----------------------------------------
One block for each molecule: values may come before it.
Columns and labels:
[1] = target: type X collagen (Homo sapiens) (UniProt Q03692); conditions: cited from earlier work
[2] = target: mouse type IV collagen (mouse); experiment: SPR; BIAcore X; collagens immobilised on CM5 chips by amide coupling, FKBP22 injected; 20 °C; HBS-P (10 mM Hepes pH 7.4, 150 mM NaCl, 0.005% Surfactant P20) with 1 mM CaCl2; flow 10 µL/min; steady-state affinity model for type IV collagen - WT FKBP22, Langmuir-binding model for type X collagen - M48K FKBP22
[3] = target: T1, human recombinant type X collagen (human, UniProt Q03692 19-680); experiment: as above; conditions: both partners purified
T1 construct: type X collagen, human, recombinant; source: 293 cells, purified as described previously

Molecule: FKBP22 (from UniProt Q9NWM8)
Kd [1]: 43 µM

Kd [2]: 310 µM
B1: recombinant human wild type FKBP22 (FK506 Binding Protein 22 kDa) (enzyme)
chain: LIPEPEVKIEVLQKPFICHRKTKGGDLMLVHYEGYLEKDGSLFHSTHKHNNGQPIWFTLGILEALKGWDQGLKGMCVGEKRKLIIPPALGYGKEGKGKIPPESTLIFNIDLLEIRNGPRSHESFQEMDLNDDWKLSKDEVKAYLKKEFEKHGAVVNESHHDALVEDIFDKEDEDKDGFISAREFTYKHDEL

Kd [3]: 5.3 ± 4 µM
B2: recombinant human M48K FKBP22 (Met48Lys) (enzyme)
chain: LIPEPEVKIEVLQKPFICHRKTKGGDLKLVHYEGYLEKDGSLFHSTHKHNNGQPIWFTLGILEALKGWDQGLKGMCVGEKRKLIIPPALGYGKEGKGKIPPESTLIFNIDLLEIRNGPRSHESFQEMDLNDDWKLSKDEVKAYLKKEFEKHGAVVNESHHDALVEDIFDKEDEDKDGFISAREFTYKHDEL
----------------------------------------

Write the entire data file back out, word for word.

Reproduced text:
One block for each molecule: values may come before it.
Columns and labels:
[1] = target: type X collagen (Homo sapiens) (UniProt Q03692); conditions: cited from earlier work
[2] = target: mouse type IV collagen (mouse); experiment: SPR; BIAcore X; collagens immobilised on CM5 chips by amide coupling, FKBP22 injected; 20 °C; HBS-P (10 mM Hepes pH 7.4, 150 mM NaCl, 0.005% Surfactant P20) with 1 mM CaCl2; flow 10 µL/min; steady-state affinity model for type IV collagen - WT FKBP22, Langmuir-binding model for type X collagen - M48K FKBP22
[3] = target: T1, human recombinant type X collagen (human, UniProt Q03692 19-680); experiment: as above; conditions: both partners purified
T1 construct: type X collagen, human, recombinant; source: 293 cells, purified as described previously

Molecule: FKBP22 (from UniProt Q9NWM8)
Kd [1]: 43 µM

Kd [2]: 310 µM
B1: recombinant human wild type FKBP22 (FK506 Binding Protein 22 kDa) (enzyme)
chain: LIPEPEVKIEVLQKPFICHRKTKGGDLMLVHYEGYLEKDGSLFHSTHKHNNGQPIWFTLGILEALKGWDQGLKGMCVGEKRKLIIPPALGYGKEGKGKIPPESTLIFNIDLLEIRNGPRSHESFQEMDLNDDWKLSKDEVKAYLKKEFEKHGAVVNESHHDALVEDIFDKEDEDKDGFISAREFTYKHDEL

Kd [3]: 5.3 ± 4 µM
B2: recombinant human M48K FKBP22 (Met48Lys) (enzyme)
chain: LIPEPEVKIEVLQKPFICHRKTKGGDLKLVHYEGYLEKDGSLFHSTHKHNNGQPIWFTLGILEALKGWDQGLKGMCVGEKRKLIIPPALGYGKEGKGKIPPESTLIFNIDLLEIRNGPRSHESFQEMDLNDDWKLSKDEVKAYLKKEFEKHGAVVNESHHDALVEDIFDKEDEDKDGFISAREFTYKHDEL